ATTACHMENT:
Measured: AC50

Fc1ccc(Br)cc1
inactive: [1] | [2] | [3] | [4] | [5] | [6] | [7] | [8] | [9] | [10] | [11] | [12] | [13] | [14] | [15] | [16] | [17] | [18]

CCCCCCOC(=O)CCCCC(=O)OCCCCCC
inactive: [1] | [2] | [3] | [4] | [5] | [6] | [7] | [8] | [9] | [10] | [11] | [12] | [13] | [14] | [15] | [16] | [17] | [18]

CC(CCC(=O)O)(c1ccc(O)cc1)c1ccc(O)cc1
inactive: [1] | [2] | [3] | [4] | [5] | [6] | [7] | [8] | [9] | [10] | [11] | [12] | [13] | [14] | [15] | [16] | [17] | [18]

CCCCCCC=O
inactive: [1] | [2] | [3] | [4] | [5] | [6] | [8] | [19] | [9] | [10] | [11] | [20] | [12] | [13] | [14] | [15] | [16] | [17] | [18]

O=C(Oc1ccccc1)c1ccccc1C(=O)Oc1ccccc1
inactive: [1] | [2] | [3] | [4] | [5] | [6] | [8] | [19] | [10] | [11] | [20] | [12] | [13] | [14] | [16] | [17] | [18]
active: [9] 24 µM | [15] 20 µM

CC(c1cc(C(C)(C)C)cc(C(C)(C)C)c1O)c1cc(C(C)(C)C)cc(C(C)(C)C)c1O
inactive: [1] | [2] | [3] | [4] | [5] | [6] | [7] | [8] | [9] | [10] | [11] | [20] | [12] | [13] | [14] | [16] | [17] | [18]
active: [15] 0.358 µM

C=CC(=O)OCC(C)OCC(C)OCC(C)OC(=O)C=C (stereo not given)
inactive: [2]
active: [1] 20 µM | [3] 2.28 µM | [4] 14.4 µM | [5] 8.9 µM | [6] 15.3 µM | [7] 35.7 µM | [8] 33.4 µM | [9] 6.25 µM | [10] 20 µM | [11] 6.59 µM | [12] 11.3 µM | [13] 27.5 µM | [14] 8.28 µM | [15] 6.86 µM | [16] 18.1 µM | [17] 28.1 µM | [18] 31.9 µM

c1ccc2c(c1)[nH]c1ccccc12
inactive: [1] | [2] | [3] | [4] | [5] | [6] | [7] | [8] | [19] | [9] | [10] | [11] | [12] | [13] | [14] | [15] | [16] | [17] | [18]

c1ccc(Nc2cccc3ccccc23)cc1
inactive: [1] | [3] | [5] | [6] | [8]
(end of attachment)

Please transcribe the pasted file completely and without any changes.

Measured: AC50

Fc1ccc(Br)cc1
inactive: [1] | [2] | [3] | [4] | [5] | [6] | [7] | [8] | [9] | [10] | [11] | [12] | [13] | [14] | [15] | [16] | [17] | [18]

CCCCCCOC(=O)CCCCC(=O)OCCCCCC
inactive: [1] | [2] | [3] | [4] | [5] | [6] | [7] | [8] | [9] | [10] | [11] | [12] | [13] | [14] | [15] | [16] | [17] | [18]

CC(CCC(=O)O)(c1ccc(O)cc1)c1ccc(O)cc1
inactive: [1] | [2] | [3] | [4] | [5] | [6] | [7] | [8] | [9] | [10] | [11] | [12] | [13] | [14] | [15] | [16] | [17] | [18]

CCCCCCC=O
inactive: [1] | [2] | [3] | [4] | [5] | [6] | [8] | [19] | [9] | [10] | [11] | [20] | [12] | [13] | [14] | [15] | [16] | [17] | [18]

O=C(Oc1ccccc1)c1ccccc1C(=O)Oc1ccccc1
inactive: [1] | [2] | [3] | [4] | [5] | [6] | [8] | [19] | [10] | [11] | [20] | [12] | [13] | [14] | [16] | [17] | [18]
active: [9] 24 µM | [15] 20 µM

CC(c1cc(C(C)(C)C)cc(C(C)(C)C)c1O)c1cc(C(C)(C)C)cc(C(C)(C)C)c1O
inactive: [1] | [2] | [3] | [4] | [5] | [6] | [7] | [8] | [9] | [10] | [11] | [20] | [12] | [13] | [14] | [16] | [17] | [18]
active: [15] 0.358 µM

C=CC(=O)OCC(C)OCC(C)OCC(C)OC(=O)C=C (stereo not given)
inactive: [2]
active: [1] 20 µM | [3] 2.28 µM | [4] 14.4 µM | [5] 8.9 µM | [6] 15.3 µM | [7] 35.7 µM | [8] 33.4 µM | [9] 6.25 µM | [10] 20 µM | [11] 6.59 µM | [12] 11.3 µM | [13] 27.5 µM | [14] 8.28 µM | [15] 6.86 µM | [16] 18.1 µM | [17] 28.1 µM | [18] 31.9 µM

c1ccc2c(c1)[nH]c1ccccc12
inactive: [1] | [2] | [3] | [4] | [5] | [6] | [7] | [8] | [19] | [9] | [10] | [11] | [12] | [13] | [14] | [15] | [16] | [17] | [18]

c1ccc(Nc2cccc3ccccc23)cc1
inactive: [1] | [3] | [5] | [6] | [8]